Len Barker's perfect game

On May 15, 1981, Len Barker of the Cleveland Indians threw a perfect game against the Toronto Blue Jays at Cleveland Stadium, the tenth perfect game in Major League Baseball history. The Indians defeated the Blue Jays 3–0, as Barker did not allow a baserunner. Barker never once reached ball three against any Blue Jay hitter. He struck out eleven Blue Jays hitters (all of them swinging) including seven of the last eleven batters.Barker's perfect game is the most recent no-hitter thrown by a Cleveland pitcher. "I run into people almost every day who want to talk about it," Barker said in 2006. "Everyone says, 'You're probably tired of talking about it.' I say, 'No, it's something to be proud of.' It's a special thing."Barker was the first perfect game pitcher who did not come to bat during the entire game, with the American League having adopted the designated hitter in 1973.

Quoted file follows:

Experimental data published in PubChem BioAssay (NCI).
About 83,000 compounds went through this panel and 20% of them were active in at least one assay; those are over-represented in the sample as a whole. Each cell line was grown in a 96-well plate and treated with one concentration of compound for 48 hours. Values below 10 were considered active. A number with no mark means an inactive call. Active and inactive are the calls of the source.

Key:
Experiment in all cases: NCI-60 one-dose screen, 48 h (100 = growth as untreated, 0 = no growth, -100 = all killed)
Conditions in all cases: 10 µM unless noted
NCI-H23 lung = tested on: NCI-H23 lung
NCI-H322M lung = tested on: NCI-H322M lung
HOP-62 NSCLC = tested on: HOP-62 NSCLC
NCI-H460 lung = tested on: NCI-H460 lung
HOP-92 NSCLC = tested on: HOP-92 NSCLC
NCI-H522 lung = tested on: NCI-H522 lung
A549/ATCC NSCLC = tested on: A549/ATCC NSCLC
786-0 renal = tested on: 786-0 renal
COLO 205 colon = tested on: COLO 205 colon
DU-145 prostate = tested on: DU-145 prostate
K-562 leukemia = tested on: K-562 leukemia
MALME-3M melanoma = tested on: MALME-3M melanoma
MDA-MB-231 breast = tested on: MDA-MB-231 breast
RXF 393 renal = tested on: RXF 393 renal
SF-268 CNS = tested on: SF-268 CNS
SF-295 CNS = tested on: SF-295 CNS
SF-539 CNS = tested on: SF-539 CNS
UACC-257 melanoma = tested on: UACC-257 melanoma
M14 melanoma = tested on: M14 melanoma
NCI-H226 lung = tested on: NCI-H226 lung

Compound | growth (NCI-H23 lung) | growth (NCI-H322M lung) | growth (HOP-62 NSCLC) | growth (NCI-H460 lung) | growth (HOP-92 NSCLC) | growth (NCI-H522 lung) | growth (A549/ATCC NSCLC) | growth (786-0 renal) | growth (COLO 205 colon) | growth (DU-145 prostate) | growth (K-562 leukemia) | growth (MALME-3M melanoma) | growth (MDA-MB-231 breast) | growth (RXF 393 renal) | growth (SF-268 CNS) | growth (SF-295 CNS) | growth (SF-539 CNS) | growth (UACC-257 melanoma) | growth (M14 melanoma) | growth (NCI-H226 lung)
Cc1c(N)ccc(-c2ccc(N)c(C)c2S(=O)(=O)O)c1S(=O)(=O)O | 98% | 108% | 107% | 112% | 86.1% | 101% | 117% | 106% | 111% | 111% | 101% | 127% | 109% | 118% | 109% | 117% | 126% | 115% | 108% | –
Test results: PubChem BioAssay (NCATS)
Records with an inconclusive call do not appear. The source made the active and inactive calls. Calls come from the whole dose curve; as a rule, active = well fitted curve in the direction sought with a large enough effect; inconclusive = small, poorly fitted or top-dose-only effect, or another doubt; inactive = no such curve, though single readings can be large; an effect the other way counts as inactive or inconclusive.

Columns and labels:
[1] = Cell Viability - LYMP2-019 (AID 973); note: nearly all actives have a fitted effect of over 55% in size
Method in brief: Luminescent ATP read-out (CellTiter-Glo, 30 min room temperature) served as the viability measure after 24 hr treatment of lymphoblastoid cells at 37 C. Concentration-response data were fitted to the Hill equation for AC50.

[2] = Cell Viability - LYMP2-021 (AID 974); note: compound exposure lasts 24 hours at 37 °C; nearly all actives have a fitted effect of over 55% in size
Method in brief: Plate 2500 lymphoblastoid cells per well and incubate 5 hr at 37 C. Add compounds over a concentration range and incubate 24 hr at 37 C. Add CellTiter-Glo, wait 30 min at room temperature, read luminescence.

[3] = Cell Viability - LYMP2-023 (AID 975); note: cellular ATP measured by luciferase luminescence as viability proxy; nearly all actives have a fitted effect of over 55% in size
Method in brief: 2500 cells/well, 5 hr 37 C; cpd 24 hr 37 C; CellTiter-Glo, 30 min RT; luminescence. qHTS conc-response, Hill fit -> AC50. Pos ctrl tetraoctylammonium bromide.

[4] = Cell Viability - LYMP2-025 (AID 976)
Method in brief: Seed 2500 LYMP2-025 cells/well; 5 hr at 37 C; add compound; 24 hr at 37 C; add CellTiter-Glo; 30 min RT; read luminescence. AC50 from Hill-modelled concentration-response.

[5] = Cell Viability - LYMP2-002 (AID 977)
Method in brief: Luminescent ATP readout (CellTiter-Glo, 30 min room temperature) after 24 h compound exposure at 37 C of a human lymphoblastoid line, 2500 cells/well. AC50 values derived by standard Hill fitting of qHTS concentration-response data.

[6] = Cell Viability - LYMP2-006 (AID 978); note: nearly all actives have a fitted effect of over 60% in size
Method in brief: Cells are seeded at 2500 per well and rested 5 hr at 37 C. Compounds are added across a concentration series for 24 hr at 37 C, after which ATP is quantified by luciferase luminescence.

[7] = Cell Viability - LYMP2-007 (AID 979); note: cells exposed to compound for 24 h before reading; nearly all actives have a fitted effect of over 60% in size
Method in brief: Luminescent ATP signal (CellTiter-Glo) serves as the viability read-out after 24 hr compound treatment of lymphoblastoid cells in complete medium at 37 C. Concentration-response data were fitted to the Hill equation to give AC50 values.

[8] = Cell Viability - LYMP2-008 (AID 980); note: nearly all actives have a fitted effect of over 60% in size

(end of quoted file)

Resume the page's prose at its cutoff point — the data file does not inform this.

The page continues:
Ron Hassey, Barker's catcher, would catch Dennis Martínez's perfect game in 1991, thus becoming the only catcher, to date, to catch two perfect games.

Danny Ainge, who would play 14 seasons in the National Basketball Association, was on the losing end of this game. He grounded out and struck out in his two at-bats; in the ninth inning, he was pinch-hit for by Alvis Woods, who struck out.

Play Monk and Powell

Play Monk and Powell is an album by Paul Motian and the Electric Bebop Band released on the German Winter & Winter label in 1999 and featuring performances of tunes by Thelonious Monk and Bud Powell. The album is the group's fourth release following the 1992 album Paul Motian and the Electric Bebop Band, the 1995 album Reincarnation of a Love Bird and the 1996 release Flight of the Blue Jay.

School District 34 Abbotsford

Abbotsford School District is a school district in the Fraser Valley of British Columbia. The district is located in the city of Abbotsford.

It has seen steady growth as a result of Abbotsford's place as one of the fastest growing cities in North America.